|Publication number||US3035211 A|
|Publication date||May 15, 1962|
|Filing date||Oct 21, 1958|
|Priority date||Oct 21, 1958|
|Publication number||US 3035211 A, US 3035211A, US-A-3035211, US3035211 A, US3035211A|
|Inventors||Mitchell Clifford E|
|Original Assignee||Bell Telephone Labor Inc|
|Export Citation||BiBTeX, EndNote, RefMan|
|Patent Citations (10), Referenced by (8), Classifications (7)|
|External Links: USPTO, USPTO Assignment, Espacenet|
May 15, 1962 c. E. MITCHELL SUBSCRIBER CALLING APPARATUS 3 Sheets-Sheet 1' Filed Oct. 21, 1958 INVENTOR C. E. M/TCHELL ATTORNEY y 15, 1962 c. E. MITCHELL 3,035,211
SUBSCRIBER CALLING APPARATUS Filed Oct. 21, 1958 3 Sheets-Sheet 2 FIG. 2
ml, A, m?
/NVEN7OR C. E. MITCHELL B) fol ATTORNEY May 15, 1962 c. E. MITCHELL SUBSCRIBER CALLING APPARATUS 3 Sheets-Sheet 3 Filed Oct. 21, 1958 FIG. 7
INVENTOR C. E. MITCHELL 4 a 4/ ATTORNEY Unite tats York Filed Oct. 21, 1958, Ser. No. 763,737 16 Claims. (Cl. 317-101) This invention relates to telephone calling circuit assemblies and switching apparatus therefor.
With the advent of the electronic telephone switching systems, in contrast to conventional electromechanical systems and the use of multifrequency signaling in place of dial pulses, a real need exists for a simple, reliable circuit and pushbutton assembly for use in telephone subscriber installations.
An example of the type of a proposed substation calling circuit is shown in the copending patent application of L. A. Meacham and F. West, Serial No. 759,474 filed September 8, 1958. That circuit employs an oscillator at the substation powered over the telephone line, a pair of tuned circuits for establishing two frequencies of oscillation of the oscillator and means for connecting the oscillator to the telephone line and performing other switching functions as well. To utilize such a circuit, it is advantageous that an array of pushbuttons be mounted so as to operate contacts and determine any of sixteen combinations of eight frequencies and to perform the necessary switching functions. The circuit requires numerous connections to the pushbuttons but also requires mechanical independence for ease of manufacture and maintenance. A general requirement or object of this invention therefore is to insure reliable operation of multiple switch mechanisms.
Another object of this invention is to achieve in a multiple switch, the characteristic of a mechanical resistance to operation of each pushbutton which includes a controllable sharp reduction or breakthrough after a portion of travel.
Still another object of this invention is to facilitate the incorporation of the entire calling circuit and switching assembly into a unit directly interchangeable with a conventional telephone dial.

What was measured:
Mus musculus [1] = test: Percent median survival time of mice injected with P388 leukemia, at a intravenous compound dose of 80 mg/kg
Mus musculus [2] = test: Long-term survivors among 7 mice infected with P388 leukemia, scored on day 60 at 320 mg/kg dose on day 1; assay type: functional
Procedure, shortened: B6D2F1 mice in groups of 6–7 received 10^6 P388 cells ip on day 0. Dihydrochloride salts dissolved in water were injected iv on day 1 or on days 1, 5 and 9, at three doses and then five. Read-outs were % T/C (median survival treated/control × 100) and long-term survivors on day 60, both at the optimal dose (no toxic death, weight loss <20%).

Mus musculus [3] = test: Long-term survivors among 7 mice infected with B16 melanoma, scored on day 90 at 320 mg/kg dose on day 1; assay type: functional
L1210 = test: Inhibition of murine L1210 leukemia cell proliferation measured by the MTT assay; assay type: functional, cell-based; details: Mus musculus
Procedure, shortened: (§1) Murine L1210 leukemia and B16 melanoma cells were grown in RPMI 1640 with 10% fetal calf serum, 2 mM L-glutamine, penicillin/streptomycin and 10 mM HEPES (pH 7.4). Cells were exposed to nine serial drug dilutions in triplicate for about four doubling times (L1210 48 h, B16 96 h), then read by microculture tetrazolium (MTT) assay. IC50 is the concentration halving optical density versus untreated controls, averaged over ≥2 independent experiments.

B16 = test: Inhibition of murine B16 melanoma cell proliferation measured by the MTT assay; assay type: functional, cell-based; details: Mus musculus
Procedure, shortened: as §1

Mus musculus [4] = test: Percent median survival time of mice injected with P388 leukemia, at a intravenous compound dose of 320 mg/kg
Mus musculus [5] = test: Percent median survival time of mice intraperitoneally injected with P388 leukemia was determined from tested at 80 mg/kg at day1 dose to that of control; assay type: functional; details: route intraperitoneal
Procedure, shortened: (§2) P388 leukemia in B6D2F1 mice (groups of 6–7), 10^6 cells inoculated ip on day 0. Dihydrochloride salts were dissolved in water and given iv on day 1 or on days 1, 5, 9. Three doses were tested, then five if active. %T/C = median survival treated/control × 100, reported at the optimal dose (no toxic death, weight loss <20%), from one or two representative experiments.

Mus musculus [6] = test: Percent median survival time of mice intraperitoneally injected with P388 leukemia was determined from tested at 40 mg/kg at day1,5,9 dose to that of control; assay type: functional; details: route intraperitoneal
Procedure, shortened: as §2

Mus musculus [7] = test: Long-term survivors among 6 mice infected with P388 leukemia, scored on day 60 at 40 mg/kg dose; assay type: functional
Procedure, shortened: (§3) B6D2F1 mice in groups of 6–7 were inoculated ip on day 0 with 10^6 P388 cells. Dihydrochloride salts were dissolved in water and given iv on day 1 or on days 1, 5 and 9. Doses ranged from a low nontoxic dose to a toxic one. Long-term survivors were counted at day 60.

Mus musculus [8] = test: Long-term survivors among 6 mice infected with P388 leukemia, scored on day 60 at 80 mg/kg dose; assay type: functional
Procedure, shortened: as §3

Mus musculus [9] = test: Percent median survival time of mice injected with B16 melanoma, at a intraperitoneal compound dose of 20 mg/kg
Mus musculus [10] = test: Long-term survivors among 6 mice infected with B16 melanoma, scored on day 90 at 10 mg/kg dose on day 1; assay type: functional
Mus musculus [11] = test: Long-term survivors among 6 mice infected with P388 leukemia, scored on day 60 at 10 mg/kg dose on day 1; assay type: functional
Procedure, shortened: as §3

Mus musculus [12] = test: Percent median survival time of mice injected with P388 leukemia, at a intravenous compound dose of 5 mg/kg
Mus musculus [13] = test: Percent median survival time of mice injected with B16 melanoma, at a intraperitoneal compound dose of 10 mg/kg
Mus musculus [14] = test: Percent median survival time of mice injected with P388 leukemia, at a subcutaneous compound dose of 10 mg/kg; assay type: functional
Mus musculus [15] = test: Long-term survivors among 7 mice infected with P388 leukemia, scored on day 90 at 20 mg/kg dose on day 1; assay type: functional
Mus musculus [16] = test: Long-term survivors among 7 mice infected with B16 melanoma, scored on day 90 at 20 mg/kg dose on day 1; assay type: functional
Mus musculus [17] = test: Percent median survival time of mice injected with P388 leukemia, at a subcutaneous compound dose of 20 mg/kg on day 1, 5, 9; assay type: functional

All of these requirements and objects of the circuit assembly and switching mechanism are accomplished in accordance with this invention, one embodiment of which comprises a multilayer assembly having a circular outline being in the order of four or five inches in diameter and one to one and one-half inches deep, exclusive of the pushbuttons, thereby constituting a unit physically interchangeable with the conventional dial. The cover of the assembly includes a plurality of openings through which the operating surface of a like number of pushbuttons extend. Beneath the cover is a frame, including a channel for positioning a slide plate. The slide plate includes pushbutton openings each having a beveled surface which cooperates with a similar beveled surface of the pushbuttons to displace the slide plate laterally along the channel of the frame by the operation of any of the pushb-uttons. Mounted to the side of the slide plate and secured to the frame is a snap-action switch including an arm extending into the recess of the slide plate to be actuated upon displacement of the slide plate. The arm of the switch terminates in a yoke which is pivotally secured to the frame of the assembly. The yoke encompasses an armature similarly pivotally mounted and a spring compressed between the arm portion and free end of the armature. The spring is under controllable compression determined by an internal screw in the arm.
Underlying the slide plate is a printed circuit board including a plurality of pairs of longitudinally-extending tent 3,035,211 Patented May 15, 1962 Free The periphery of the printed circuit plate includes terminations of the pairs of conductors at threaded collars secured to the board. A circuit board including appropriate interconnections of a comparable size to the crosspoint board is secured, for example, by screws which mate with the threaded collars of the printed circuit board. The screws contact terminations of the circuit conductors on that board, thereby making the necessary interconnection between the two boards, while allowing the two boards to be electrically and mechanically disassembled readily. The circuit board constitutes the back surface of the assembly.